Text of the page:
Dejavu Movie Review: A Half-Decent Setup Gets Lost In A Sea of Contrivances, Film Companion

Cast: Arulnithi, Madhoo, Achyuth Kumar, Ragav Vijay, Smruthi Venkat, Chetan, Kali Venkat

Director: Arvindh Srinivasan

It might not be an entirely original idea but it’s kind of cool for a thriller to begin with a pulp fiction writer confessing to a police officer that he’s being hounded by the fictional characters he’s written. It’s part Stranger Than Fiction, part Weird Science when the whole State of Tamil Nadu waits for novelist Subramani’s (Achyut Kumar) every new word to figure out what happened to a missing woman. This isn’t just any woman—she’s the daughter of the DGP (an out-of-place Madhoo) and the fact that the police cannot track her makes the case sensational for the media and an embarrassment for the force. With this flight of fancy, we’re primed for an investigative thriller that needs a sort of magic for the screenplay to move forward.

It’s a perfectly workable setup placed in a perfectly workable scenario. By taking the conflict of this writer and by placing it into the context of the whole State machinery, the film makes a vague, esoteric issue into everyone’s issue. The writer-director doubles down on this by introducing a secret agent named Vikram (Arulnithi) who the DGP contacts to bring back her daughter and we also get an action sub-plot. On one side is Vikram placing the film in a realistic world with real-world problems, even as the other keeps peeping into Subramani’s notes for what’s going to happen next.

This is also where the screenplay starts to wobble. After investing so much time for such a setup, you expect the film to go all out and push this conceit to take us new to new places. At first, every word the novelist writes truly matters in the scheme of things, but with each passing scene, it recedes to the background, first as a recurring joke and later, as a complete distraction.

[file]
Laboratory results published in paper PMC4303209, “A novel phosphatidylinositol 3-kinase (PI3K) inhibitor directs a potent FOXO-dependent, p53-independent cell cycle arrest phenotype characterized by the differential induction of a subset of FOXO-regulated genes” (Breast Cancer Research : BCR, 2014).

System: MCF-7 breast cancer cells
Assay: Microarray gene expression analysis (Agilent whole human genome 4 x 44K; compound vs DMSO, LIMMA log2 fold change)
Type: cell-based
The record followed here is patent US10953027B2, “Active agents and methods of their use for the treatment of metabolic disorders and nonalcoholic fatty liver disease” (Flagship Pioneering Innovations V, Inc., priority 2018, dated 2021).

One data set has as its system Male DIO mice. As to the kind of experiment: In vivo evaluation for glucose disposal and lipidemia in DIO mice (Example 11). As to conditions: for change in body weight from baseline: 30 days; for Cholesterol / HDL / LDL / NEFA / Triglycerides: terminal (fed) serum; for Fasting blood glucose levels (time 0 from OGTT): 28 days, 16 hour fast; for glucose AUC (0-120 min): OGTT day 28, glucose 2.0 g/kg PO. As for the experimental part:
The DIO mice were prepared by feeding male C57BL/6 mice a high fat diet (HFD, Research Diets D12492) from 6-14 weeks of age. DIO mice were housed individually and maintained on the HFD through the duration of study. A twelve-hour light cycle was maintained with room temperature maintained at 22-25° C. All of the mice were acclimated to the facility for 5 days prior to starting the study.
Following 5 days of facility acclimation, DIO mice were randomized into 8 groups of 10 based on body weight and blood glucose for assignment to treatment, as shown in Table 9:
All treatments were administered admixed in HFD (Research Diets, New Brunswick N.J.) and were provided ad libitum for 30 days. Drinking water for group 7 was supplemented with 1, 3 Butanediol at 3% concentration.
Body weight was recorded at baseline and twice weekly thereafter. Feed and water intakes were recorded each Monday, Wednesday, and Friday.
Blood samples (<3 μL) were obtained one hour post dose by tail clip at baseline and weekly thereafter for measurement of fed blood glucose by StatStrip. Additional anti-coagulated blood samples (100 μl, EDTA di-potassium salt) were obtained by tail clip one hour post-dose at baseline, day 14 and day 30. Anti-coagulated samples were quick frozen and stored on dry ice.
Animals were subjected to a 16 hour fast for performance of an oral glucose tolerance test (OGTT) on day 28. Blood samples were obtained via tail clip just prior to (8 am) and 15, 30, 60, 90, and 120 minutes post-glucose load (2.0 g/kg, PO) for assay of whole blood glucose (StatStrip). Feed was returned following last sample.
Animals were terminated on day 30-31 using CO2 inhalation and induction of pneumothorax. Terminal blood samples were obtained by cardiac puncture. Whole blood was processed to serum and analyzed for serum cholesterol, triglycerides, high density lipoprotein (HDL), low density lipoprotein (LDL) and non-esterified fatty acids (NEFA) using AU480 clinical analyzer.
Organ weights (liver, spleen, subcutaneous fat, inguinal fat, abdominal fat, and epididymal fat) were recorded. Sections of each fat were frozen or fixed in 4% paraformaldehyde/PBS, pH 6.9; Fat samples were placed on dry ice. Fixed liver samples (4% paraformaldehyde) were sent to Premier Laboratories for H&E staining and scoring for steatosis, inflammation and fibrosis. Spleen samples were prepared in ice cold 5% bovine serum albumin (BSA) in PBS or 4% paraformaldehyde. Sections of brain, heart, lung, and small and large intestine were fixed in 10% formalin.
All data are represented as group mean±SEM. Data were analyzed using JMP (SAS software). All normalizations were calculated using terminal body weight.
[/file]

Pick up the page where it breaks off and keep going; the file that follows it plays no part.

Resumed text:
This becomes far more frustrating when the idea is almost entirely abandoned to backtrack on this fantastical idea to make it seem plausible. By doing this, it’s removing the only aspect of the film that sets it apart from the hundreds of other films that talk about similar cases and the investigation that follows.

Dejavu Movie Review: A Half-Decent Setup Gets Lost In A Sea of Contrivances, Film Companion

But this isn’t the only issue. The film then transforms into a series of contrivances that are written around giving you one twist after another. For instance, the film breaks for the interval with a corpse being fished out of a lake. Given that the film until then was about finding a missing woman, it’s done intentionally to create an event. But the way even this moment is tossed aside, without anything further being mentioned about this body removes any tension the screenplay was about to create for itself. If the film doesn’t care about the missing woman, why should we? These contrivances keep coming and somewhere in its effort to shock us, we stop caring anymore even when it has a valid point to make about encounter killings.

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